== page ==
Watch CBSN Live

"Pharma Bro" Shkreli auctions one-of-a-kind Wu-Tang album

Martin Shkreli found guilty

Ex-pharmaceutical CEO Martin Shkreli is auctioning the only known copy of a Wu-Tang Clan album -- which he bought for $2 million in 2015 -- but wants bidders to know he's not selling it to raise cash.

In the eBay auction listing for "Once Upon A Time in Shaolin," Shkreli writes that he has "not carefully listened to the album." He adds that he purchased the double album "as a gift to the Wu-Tang Clan for their tremendous musical output," but instead "received scorn" from one of the members of the group. Ghostface Killah mocked Shkreli in a video last year, calling him "the man with the 12-year-old body."

Shkreli was found guilty on two counts of securities fraud and one count of conspiracy to commit securities fraud last month, although he was found not guilty on five other counts. The brash executive became a lightning rod for controversy after hiked the price of a life-saving drug, Daraprim, while CEO at Turing Pharmaceuticals.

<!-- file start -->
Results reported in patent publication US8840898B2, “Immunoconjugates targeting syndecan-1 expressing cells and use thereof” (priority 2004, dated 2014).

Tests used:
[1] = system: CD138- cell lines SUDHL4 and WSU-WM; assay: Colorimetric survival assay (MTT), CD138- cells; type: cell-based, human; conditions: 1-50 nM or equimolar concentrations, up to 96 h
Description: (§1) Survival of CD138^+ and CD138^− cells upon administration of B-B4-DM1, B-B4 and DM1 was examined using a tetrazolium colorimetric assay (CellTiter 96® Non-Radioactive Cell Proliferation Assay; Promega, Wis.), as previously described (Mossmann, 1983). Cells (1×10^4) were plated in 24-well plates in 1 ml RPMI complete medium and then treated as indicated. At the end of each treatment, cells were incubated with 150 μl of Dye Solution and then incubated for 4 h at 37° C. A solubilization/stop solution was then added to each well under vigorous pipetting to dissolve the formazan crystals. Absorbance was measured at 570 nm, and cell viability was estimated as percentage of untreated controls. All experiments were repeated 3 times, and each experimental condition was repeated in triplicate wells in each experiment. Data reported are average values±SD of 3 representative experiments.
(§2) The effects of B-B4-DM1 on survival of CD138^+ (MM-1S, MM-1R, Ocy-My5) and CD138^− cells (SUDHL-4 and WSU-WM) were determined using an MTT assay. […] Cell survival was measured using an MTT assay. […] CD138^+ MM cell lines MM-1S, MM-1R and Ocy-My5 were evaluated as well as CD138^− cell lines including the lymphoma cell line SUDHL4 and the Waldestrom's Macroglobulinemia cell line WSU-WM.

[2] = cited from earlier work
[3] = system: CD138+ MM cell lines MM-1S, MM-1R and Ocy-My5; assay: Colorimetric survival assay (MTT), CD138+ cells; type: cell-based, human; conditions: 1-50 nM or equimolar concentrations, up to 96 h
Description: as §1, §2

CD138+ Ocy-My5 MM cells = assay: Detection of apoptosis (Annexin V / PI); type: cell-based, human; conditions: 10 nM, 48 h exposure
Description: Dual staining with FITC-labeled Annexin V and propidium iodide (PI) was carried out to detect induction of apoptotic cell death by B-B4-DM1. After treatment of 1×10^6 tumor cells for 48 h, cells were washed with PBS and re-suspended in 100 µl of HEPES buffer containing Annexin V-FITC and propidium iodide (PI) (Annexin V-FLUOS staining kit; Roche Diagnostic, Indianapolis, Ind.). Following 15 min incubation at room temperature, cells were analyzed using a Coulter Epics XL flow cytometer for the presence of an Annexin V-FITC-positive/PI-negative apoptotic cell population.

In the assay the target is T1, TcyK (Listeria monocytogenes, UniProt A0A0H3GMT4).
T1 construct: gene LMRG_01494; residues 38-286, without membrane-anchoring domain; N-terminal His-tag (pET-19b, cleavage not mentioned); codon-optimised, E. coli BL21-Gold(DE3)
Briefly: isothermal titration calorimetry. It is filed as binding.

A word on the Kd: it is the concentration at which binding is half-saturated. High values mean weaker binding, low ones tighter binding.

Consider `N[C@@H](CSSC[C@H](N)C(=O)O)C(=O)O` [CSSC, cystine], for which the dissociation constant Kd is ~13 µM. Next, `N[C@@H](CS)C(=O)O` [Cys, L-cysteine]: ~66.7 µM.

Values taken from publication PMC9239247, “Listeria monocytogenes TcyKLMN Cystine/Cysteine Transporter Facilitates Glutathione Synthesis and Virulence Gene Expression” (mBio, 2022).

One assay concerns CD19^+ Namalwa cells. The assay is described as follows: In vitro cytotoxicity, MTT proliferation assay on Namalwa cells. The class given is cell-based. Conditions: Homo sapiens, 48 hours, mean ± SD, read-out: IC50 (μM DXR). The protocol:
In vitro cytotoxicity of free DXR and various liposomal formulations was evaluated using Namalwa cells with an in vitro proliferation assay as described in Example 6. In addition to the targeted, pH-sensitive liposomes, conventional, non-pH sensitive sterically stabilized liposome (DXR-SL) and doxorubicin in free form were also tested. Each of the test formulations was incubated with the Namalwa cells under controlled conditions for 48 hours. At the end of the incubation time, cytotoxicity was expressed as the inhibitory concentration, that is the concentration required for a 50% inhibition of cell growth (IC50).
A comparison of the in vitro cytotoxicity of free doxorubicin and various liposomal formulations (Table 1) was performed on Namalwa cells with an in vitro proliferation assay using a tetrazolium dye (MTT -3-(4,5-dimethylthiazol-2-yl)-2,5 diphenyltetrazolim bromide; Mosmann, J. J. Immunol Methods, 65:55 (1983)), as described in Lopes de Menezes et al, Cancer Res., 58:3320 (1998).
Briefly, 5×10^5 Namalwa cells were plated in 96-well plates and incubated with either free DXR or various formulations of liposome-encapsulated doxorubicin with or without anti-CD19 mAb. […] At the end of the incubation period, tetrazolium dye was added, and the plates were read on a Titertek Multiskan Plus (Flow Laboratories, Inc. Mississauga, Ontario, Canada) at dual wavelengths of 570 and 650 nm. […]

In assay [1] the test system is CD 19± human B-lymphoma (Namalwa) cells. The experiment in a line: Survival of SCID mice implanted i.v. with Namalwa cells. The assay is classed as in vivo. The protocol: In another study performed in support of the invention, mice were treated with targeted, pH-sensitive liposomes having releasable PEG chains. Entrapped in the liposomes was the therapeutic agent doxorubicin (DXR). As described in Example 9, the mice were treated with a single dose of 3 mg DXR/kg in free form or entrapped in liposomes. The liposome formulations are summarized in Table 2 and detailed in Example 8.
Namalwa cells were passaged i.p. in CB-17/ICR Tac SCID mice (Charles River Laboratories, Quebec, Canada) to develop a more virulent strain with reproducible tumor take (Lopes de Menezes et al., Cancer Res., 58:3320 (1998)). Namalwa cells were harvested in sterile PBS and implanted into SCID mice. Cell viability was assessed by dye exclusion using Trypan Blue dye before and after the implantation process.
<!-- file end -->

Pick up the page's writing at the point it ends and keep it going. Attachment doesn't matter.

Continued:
Martin Shkreli: EpiPen cost is "really quite a bargain"

"At any time I may cancel this sale and I may even break this album in frustration," Shkreli wrote in the auction listing. "I will donate half of the sale proceeds to medical research. I am not selling to raise cash--my companies and I have record amounts of cash on hand. I hope someone with a bigger heart for music can be found for this one-of-a-kind piece and makes it available for the world to hear."

Shkreli noted in his auction listing that he won't donate to the proceeds "until I get confirmation from the receiving non-for-profit/charity that they will accept the donation." 

The top bid for the album stood at just less than $1 million early Thursday.

In response to a question from a potential bidder about whether he was selling the album to pay for legal fees "when you go to prison," Shkreli noted, "My legal fees are largely indemnified by insurance and other policies. Legal fees are mostly incurred prior to imprisonment. Finally you have wrongfully assumed that imprisonment is a certainty."

View CBS News In
CBS News App Open
Chrome browser logo Chrome Safari browser logo Safari Continue